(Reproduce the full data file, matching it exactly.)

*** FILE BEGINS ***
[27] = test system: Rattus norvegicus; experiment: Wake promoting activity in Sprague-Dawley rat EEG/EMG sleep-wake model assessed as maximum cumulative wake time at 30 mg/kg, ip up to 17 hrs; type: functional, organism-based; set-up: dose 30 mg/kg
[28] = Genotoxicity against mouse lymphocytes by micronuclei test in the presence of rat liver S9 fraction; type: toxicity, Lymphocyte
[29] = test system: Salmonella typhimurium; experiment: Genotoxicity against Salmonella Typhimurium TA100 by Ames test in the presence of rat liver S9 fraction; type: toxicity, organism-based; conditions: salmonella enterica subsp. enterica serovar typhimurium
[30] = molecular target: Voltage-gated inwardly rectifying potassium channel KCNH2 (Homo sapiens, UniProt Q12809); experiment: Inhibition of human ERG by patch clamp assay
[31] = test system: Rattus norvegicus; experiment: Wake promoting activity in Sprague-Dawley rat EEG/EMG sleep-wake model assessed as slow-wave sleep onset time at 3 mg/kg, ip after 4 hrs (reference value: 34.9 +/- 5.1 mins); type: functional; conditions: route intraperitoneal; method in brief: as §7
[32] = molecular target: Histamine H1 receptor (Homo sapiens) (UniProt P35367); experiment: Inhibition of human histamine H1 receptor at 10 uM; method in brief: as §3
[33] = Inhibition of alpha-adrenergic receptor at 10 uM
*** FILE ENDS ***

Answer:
[27] = test system: Rattus norvegicus; experiment: Wake promoting activity in Sprague-Dawley rat EEG/EMG sleep-wake model assessed as maximum cumulative wake time at 30 mg/kg, ip up to 17 hrs; type: functional, organism-based; set-up: dose 30 mg/kg
[28] = Genotoxicity against mouse lymphocytes by micronuclei test in the presence of rat liver S9 fraction; type: toxicity, Lymphocyte
[29] = test system: Salmonella typhimurium; experiment: Genotoxicity against Salmonella Typhimurium TA100 by Ames test in the presence of rat liver S9 fraction; type: toxicity, organism-based; conditions: salmonella enterica subsp. enterica serovar typhimurium
[30] = molecular target: Voltage-gated inwardly rectifying potassium channel KCNH2 (Homo sapiens, UniProt Q12809); experiment: Inhibition of human ERG by patch clamp assay
[31] = test system: Rattus norvegicus; experiment: Wake promoting activity in Sprague-Dawley rat EEG/EMG sleep-wake model assessed as slow-wave sleep onset time at 3 mg/kg, ip after 4 hrs (reference value: 34.9 +/- 5.1 mins); type: functional; conditions: route intraperitoneal; method in brief: as §7
[32] = molecular target: Histamine H1 receptor (Homo sapiens) (UniProt P35367); experiment: Inhibition of human histamine H1 receptor at 10 uM; method in brief: as §3
[33] = Inhibition of alpha-adrenergic receptor at 10 uM